Within the healthcare industry, precision medicine often is approached as a research endeavor, while value-based care transformation is framed as a business or operational initiative. However, one bioinformatics thought-leader asserts that precision medicine and healthcare transformation are highly synergistic and intrinsically linked, and are, at their core, data-centric issues. And, to deliver on the promise of precision medicine and value-based care, healthcare leaders essentially need to change how they approach data sharing and analytics, according to Philip Payne, Ph.D., founding director of the Institute for Informatics at Washington University School of Medicine in St. Louis, during a recent webinar presented by Healthcare Informatics.
“For both precision medicine and value-based transformation, it’s about capturing critical data aspects to treat patients as individuals and to improve value, safety and outcomes,” he said during the April 19 webinar. The full webinar can be accessed here.
Payne, previously professor and chair of the Department of Biomedical Informatics at The Ohio State University, shared his perspective on how interoperability and data sharing powers both precision medicine and value-based healthcare and why now is the time to focus on these two data-centric issues.
“How do we look at the very synergistic areas of both precision medicine and value-based transformation of healthcare from the perspective of data integration, data analytics and biomedical informatics? You need a systems-level approach to these problems, which are really driving everything from research through to the operations and financial dimensions of modern healthcare delivery systems,” he said.
Payne has also led the formation of Signet Accel, a data analytics company, and during the webinar he briefly touched on the development of the company’s Avec platform, which is a federated data integration platform.
The ability for the healthcare and life sciences industries to accelerate discovery, improve care to patients and scale precision medicine to a population level is predicated, Payne said, “on our ability to use all the data we produce every day in the healthcare system, data that is often locked away or difficult to access.”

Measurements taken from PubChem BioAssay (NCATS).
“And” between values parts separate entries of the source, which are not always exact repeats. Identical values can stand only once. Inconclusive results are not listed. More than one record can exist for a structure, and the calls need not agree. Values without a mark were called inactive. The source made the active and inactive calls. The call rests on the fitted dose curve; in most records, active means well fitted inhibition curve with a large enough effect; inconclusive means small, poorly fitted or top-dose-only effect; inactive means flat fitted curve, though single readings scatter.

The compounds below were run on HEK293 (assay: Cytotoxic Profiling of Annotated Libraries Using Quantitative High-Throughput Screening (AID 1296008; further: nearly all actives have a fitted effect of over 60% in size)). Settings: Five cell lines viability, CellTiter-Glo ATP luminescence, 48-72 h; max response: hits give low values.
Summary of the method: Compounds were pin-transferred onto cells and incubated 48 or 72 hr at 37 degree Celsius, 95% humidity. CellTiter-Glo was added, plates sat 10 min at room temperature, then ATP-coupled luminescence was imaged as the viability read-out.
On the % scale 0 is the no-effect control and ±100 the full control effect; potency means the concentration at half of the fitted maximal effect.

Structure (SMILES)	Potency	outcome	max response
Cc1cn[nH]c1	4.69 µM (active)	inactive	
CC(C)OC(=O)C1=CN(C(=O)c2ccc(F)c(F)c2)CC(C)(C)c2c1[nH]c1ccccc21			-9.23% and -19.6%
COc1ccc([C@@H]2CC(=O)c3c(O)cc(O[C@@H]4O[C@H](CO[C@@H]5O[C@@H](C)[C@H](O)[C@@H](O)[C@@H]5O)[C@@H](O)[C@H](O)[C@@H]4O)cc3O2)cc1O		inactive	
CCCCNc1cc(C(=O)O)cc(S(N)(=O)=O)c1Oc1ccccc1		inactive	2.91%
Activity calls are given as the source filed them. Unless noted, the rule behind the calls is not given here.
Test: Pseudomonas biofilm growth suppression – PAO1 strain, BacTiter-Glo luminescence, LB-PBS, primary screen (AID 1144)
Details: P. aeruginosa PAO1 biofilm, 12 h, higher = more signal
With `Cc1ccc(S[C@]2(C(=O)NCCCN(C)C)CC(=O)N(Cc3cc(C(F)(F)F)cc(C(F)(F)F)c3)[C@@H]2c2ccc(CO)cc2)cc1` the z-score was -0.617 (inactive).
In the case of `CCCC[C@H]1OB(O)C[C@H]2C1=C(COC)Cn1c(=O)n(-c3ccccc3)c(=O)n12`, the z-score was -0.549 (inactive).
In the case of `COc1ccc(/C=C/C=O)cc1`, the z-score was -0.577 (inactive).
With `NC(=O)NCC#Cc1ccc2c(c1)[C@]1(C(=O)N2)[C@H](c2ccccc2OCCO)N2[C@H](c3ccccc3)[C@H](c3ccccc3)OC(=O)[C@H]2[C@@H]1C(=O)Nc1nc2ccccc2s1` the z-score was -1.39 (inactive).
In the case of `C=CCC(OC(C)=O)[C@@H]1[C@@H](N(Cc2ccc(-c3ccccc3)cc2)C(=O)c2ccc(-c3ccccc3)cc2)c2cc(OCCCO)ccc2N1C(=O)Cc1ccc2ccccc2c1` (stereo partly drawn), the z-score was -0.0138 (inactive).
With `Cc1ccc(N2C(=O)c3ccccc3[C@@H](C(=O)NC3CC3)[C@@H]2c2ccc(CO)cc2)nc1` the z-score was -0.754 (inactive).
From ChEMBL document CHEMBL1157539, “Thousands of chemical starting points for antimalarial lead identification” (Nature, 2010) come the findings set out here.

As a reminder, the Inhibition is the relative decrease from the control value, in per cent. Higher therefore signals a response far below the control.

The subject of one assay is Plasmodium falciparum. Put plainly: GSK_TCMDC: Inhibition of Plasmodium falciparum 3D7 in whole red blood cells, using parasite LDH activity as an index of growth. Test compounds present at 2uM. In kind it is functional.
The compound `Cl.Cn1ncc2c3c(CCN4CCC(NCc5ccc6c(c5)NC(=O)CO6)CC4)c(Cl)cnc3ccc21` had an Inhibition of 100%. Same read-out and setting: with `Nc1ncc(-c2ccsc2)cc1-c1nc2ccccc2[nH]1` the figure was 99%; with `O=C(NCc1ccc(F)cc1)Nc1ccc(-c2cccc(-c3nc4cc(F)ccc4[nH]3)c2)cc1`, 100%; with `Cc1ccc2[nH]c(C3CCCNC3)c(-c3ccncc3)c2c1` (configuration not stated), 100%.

Payne first outlined that precision medicine and healthcare transformation are both change agents and are the primary drivers in advancing treatments, improving care and finding cures. Essentially, precision medicine is about moving beyond “averages” to treating the individual, he said. However, in order to see improved health outcomes from the use of precision medicine, healthcare organizations need access to data beyond what is in the electronic health record (EHR).
“Using data, and doing it at a systems level, this is fundamentally shaping our thinking about high quality, cost-effective and efficacious care for patients. We need data at our fingertips. It’s not enough to have what’s in the EHRs or lab systems. We need to be able to integrate it on demand to make these decisions better, smarter and faster with improved outcomes for patients,” Payne said.
Simultaneously, the healthcare sector is going through tectonic changes in terms of policy, reimbursement and business incentives, described as both value-based care and healthcare transformation. “At its core, it’s really about using the data we have to improve the value, safety and outcomes of care,” he said.
A key part of value-based care is about keeping healthy patients healthy, and more effectively intervening with the high-cost, unhealthy patients, he said. “We know, based on the data, that [high cost, unhealthy] category is around 5 percent for any given disease, but consume up to 90 percent of healthcare expenditures for that disease state. In those patients, how do we understand the ability to give those patients the right treatment first, so they don’t become more costly or unhealthier? These are intrinsically data-centered problems.”
How do leaders within the U.S. healthcare industry prepare for this changing environment? “How do we improve the health of individuals and wellness of communities? How we deliver better, faster, cheaper more efficacious care to individuals?” Payne asked. Reaching that goal of improving value, safety and patient health outcomes will require a new approach to clinical practice, research, patient engagement and the business of healthcare, he said.
What’s more, healthcare provider organizations have a critical role in preparing for this changing environment, he noted. “It’s about rethinking how we approach data sharing and how we share data across borders to bring together these disparate data sources and support precision medicine and healthcare transformation efficiently and effectively. Fundamentally it comes to using the data we have to match patients with best possible prevention or treatment strategies, it’s about marshaling the data we collect but looking at it at a systems level and not transactional.”
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